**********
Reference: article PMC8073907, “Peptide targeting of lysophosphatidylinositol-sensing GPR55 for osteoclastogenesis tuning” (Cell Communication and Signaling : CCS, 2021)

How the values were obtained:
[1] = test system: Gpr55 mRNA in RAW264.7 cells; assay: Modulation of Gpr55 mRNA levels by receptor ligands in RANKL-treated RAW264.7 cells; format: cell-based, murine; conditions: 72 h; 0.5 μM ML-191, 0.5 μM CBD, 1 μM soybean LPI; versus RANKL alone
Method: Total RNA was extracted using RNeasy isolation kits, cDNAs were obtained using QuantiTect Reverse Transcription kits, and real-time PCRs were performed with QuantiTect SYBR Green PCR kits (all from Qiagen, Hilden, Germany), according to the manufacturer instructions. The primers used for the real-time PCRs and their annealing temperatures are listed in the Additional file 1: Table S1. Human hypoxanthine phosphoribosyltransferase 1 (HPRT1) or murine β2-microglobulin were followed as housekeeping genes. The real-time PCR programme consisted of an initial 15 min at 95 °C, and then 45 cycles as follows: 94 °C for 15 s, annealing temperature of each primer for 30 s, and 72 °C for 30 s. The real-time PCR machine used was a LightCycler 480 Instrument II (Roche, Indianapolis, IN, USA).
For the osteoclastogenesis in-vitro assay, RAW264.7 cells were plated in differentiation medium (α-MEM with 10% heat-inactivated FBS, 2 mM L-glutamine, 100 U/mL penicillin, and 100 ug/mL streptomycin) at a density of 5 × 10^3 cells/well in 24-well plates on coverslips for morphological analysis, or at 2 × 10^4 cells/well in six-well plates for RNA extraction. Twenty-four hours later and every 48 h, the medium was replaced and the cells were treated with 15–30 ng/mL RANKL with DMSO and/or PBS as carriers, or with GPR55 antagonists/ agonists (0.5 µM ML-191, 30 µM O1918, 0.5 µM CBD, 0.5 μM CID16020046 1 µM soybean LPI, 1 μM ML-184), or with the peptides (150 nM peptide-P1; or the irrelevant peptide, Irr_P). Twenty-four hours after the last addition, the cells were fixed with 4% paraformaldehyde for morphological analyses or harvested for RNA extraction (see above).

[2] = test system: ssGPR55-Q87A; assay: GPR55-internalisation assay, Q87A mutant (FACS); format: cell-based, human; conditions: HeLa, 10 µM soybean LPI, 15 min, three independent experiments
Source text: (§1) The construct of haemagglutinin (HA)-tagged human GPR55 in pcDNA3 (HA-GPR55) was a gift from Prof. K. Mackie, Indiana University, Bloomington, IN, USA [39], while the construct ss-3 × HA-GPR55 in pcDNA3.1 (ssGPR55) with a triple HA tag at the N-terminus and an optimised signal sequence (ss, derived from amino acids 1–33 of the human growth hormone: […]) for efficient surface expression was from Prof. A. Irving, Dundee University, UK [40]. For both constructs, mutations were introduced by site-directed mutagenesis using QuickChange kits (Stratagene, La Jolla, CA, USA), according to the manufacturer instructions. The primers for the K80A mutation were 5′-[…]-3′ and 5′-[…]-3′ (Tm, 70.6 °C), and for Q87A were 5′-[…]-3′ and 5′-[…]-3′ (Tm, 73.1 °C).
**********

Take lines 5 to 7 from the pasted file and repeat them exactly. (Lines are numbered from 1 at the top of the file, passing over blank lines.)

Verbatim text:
For the osteoclastogenesis in-vitro assay, RAW264.7 cells were plated in differentiation medium (α-MEM with 10% heat-inactivated FBS, 2 mM L-glutamine, 100 U/mL penicillin, and 100 ug/mL streptomycin) at a density of 5 × 10^3 cells/well in 24-well plates on coverslips for morphological analysis, or at 2 × 10^4 cells/well in six-well plates for RNA extraction. Twenty-four hours later and every 48 h, the medium was replaced and the cells were treated with 15–30 ng/mL RANKL with DMSO and/or PBS as carriers, or with GPR55 antagonists/ agonists (0.5 µM ML-191, 30 µM O1918, 0.5 µM CBD, 0.5 μM CID16020046 1 µM soybean LPI, 1 μM ML-184), or with the peptides (150 nM peptide-P1; or the irrelevant peptide, Irr_P). Twenty-four hours after the last addition, the cells were fixed with 4% paraformaldehyde for morphological analyses or harvested for RNA extraction (see above).

[2] = test system: ssGPR55-Q87A; assay: GPR55-internalisation assay, Q87A mutant (FACS); format: cell-based, human; conditions: HeLa, 10 µM soybean LPI, 15 min, three independent experiments
Source text: (§1) The construct of haemagglutinin (HA)-tagged human GPR55 in pcDNA3 (HA-GPR55) was a gift from Prof. K. Mackie, Indiana University, Bloomington, IN, USA [39], while the construct ss-3 × HA-GPR55 in pcDNA3.1 (ssGPR55) with a triple HA tag at the N-terminus and an optimised signal sequence (ss, derived from amino acids 1–33 of the human growth hormone: […]) for efficient surface expression was from Prof. A. Irving, Dundee University, UK [40]. For both constructs, mutations were introduced by site-directed mutagenesis using QuickChange kits (Stratagene, La Jolla, CA, USA), according to the manufacturer instructions. The primers for the K80A mutation were 5′-[…]-3′ and 5′-[…]-3′ (Tm, 70.6 °C), and for Q87A were 5′-[…]-3′ and 5′-[…]-3′ (Tm, 73.1 °C).